OBJECTIVE: Proton pump inhibitors (PPIs) are drugs used to suppress gastric acid production and treat GI disorders such as peptic ulcers and gastro-oesophageal reflux. They have been considered low risk, have been widely adopted, and are often over-prescribed. Recent studies have identified an increased risk of enteric and other infections with their use. Small studies have identified possible associations between PPI use and GI microbiota, but this has yet to be carried out on a large population-based cohort. DESIGN: We investigated the association between PPI usage and the gut microbiome using 16S ribosomal RNA amplification from faecal samples of 1827 healthy twins, replicating results within unpublished data from an interventional study. RESULTS: We identified a significantly lower abundance in gut commensals and lower microbial diversity in PPI users, with an associated significant increase in the abundance of oral and upper GI tract commensals. In particular, significant increases were observed in Streptococcaceae. These associations were replicated in an independent interventional study and in a paired analysis between 70 monozygotic twin pairs who were discordant for PPI use. We propose that the observed changes result from the removal of the low pH barrier between upper GI tract bacteria and the lower gut. CONCLUSIONS: Our findings describe a significant impact of PPIs on the gut microbiome and should caution over-use of PPIs, and warrant further investigation into the mechanisms and their clinical consequences.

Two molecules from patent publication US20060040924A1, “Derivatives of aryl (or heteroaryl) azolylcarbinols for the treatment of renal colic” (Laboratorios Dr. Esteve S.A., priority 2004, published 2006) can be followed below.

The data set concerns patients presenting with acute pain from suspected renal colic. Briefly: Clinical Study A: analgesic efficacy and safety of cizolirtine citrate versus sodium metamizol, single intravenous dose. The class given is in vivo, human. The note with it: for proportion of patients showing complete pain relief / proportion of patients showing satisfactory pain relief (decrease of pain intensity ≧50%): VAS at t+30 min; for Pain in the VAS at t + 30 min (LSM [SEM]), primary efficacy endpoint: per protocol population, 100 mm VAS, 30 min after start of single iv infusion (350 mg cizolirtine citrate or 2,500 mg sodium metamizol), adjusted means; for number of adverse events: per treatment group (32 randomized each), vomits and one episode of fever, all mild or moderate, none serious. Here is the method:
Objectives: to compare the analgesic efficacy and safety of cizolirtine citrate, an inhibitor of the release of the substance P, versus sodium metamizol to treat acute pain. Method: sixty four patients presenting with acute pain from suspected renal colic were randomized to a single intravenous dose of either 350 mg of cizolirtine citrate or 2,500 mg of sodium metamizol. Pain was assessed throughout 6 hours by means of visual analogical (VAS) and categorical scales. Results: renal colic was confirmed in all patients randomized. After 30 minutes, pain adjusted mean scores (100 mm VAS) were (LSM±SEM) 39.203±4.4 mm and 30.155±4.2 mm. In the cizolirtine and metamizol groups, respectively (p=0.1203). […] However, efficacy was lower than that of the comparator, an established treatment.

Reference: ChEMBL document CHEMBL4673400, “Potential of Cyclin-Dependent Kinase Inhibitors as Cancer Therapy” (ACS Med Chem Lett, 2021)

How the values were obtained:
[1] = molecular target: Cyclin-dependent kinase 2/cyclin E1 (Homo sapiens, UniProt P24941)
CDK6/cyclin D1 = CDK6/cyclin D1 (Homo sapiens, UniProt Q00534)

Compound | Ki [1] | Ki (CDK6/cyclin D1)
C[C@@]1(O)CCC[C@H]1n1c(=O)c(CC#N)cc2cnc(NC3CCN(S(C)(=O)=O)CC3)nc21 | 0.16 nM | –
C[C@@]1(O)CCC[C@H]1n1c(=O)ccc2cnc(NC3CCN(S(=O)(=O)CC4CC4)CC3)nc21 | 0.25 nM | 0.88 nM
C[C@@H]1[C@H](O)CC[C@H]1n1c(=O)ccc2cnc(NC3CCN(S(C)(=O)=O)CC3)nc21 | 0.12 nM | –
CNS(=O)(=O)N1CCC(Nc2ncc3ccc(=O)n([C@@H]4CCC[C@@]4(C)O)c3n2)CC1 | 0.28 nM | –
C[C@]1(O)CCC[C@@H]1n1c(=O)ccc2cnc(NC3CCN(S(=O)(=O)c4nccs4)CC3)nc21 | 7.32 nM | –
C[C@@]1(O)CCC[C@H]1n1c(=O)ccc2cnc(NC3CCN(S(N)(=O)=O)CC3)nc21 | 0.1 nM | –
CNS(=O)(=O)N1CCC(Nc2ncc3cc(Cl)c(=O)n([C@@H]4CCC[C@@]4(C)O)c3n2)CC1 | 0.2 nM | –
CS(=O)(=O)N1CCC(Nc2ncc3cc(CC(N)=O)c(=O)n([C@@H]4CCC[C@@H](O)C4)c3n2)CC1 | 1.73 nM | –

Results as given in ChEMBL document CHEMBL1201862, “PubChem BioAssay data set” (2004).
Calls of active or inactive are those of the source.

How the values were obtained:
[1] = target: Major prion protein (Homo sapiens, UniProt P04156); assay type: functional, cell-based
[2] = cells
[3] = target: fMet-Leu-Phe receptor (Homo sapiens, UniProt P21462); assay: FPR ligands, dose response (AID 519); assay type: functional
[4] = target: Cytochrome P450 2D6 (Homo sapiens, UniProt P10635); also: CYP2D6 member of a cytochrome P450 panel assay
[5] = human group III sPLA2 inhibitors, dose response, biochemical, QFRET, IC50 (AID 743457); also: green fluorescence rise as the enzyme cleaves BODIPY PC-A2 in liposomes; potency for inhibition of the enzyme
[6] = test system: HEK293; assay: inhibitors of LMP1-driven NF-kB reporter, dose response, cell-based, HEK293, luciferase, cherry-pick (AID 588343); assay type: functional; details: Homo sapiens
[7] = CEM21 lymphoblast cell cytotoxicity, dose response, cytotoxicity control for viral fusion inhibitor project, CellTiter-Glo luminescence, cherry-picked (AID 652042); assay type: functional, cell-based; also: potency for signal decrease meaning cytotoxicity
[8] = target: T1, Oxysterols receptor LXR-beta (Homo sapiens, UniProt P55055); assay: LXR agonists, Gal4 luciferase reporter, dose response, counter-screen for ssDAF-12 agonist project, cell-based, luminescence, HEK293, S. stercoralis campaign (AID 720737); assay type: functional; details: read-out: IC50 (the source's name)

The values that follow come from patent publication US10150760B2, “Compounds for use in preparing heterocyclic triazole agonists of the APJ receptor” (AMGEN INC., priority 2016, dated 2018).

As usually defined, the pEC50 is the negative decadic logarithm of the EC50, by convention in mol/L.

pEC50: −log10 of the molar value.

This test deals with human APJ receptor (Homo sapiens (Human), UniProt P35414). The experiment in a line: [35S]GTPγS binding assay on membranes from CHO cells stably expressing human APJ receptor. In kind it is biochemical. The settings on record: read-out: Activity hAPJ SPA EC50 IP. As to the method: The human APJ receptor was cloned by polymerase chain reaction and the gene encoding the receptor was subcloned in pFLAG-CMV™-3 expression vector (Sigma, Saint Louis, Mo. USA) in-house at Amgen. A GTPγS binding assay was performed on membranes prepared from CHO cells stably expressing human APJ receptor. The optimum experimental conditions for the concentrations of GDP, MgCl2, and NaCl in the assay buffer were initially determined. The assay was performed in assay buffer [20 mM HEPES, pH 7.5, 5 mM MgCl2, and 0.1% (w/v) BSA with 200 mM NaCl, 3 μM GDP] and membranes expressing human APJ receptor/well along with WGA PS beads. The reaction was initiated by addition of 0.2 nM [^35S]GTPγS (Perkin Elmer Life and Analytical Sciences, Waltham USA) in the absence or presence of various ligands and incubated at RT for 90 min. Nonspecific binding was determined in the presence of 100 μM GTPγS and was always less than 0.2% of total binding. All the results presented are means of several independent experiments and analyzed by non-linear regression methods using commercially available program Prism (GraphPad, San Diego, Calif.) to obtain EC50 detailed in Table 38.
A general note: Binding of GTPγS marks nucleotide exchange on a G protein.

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GASTRIC ACID, INTESTINAL MICROBIOLOGY, LACTIC ACID BACTERIA, LACTOBACILLUS, PROTON PUMP INHIBITION, Adult, Aged, Aged, 80 and over, Female, Gastrointestinal Microbiome, Humans, Male, Middle Aged, Proton Pump Inhibitors, Upper Gastrointestinal Tract, Young Adult